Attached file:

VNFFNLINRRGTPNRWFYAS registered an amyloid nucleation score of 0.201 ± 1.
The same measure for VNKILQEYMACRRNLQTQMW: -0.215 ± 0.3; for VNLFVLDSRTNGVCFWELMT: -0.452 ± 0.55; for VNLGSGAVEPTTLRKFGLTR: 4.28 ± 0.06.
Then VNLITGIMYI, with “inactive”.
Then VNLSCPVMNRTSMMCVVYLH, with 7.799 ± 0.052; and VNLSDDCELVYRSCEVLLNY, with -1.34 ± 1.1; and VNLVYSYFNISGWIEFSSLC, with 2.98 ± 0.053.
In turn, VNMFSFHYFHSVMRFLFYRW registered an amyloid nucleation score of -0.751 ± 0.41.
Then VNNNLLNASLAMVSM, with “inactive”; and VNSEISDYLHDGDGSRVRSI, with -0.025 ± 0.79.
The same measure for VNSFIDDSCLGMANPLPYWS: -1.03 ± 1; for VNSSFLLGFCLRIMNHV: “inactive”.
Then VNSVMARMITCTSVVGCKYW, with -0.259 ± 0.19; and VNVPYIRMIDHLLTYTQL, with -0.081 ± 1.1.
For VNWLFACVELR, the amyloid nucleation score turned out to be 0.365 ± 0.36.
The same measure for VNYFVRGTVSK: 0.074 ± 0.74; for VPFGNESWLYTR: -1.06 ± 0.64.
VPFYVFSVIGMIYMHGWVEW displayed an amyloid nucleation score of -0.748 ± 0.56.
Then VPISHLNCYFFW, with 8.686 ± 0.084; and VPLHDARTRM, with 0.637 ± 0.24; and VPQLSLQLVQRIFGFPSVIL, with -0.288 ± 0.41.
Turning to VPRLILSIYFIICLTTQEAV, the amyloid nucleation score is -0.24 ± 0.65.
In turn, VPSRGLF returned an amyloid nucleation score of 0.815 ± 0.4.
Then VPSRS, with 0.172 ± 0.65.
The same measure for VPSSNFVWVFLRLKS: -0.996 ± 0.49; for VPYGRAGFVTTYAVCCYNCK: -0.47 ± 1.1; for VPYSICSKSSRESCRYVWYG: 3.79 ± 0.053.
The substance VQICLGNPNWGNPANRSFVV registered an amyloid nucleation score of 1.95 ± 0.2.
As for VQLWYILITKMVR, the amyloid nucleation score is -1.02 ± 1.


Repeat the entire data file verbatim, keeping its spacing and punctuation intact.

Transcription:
VNFFNLINRRGTPNRWFYAS registered an amyloid nucleation score of 0.201 ± 1.
The same measure for VNKILQEYMACRRNLQTQMW: -0.215 ± 0.3; for VNLFVLDSRTNGVCFWELMT: -0.452 ± 0.55; for VNLGSGAVEPTTLRKFGLTR: 4.28 ± 0.06.
Then VNLITGIMYI, with “inactive”.
Then VNLSCPVMNRTSMMCVVYLH, with 7.799 ± 0.052; and VNLSDDCELVYRSCEVLLNY, with -1.34 ± 1.1; and VNLVYSYFNISGWIEFSSLC, with 2.98 ± 0.053.
In turn, VNMFSFHYFHSVMRFLFYRW registered an amyloid nucleation score of -0.751 ± 0.41.
Then VNNNLLNASLAMVSM, with “inactive”; and VNSEISDYLHDGDGSRVRSI, with -0.025 ± 0.79.
The same measure for VNSFIDDSCLGMANPLPYWS: -1.03 ± 1; for VNSSFLLGFCLRIMNHV: “inactive”.
Then VNSVMARMITCTSVVGCKYW, with -0.259 ± 0.19; and VNVPYIRMIDHLLTYTQL, with -0.081 ± 1.1.
For VNWLFACVELR, the amyloid nucleation score turned out to be 0.365 ± 0.36.
The same measure for VNYFVRGTVSK: 0.074 ± 0.74; for VPFGNESWLYTR: -1.06 ± 0.64.
VPFYVFSVIGMIYMHGWVEW displayed an amyloid nucleation score of -0.748 ± 0.56.
Then VPISHLNCYFFW, with 8.686 ± 0.084; and VPLHDARTRM, with 0.637 ± 0.24; and VPQLSLQLVQRIFGFPSVIL, with -0.288 ± 0.41.
Turning to VPRLILSIYFIICLTTQEAV, the amyloid nucleation score is -0.24 ± 0.65.
In turn, VPSRGLF returned an amyloid nucleation score of 0.815 ± 0.4.
Then VPSRS, with 0.172 ± 0.65.
The same measure for VPSSNFVWVFLRLKS: -0.996 ± 0.49; for VPYGRAGFVTTYAVCCYNCK: -0.47 ± 1.1; for VPYSICSKSSRESCRYVWYG: 3.79 ± 0.053.
The substance VQICLGNPNWGNPANRSFVV registered an amyloid nucleation score of 1.95 ± 0.2.
As for VQLWYILITKMVR, the amyloid nucleation score is -1.02 ± 1.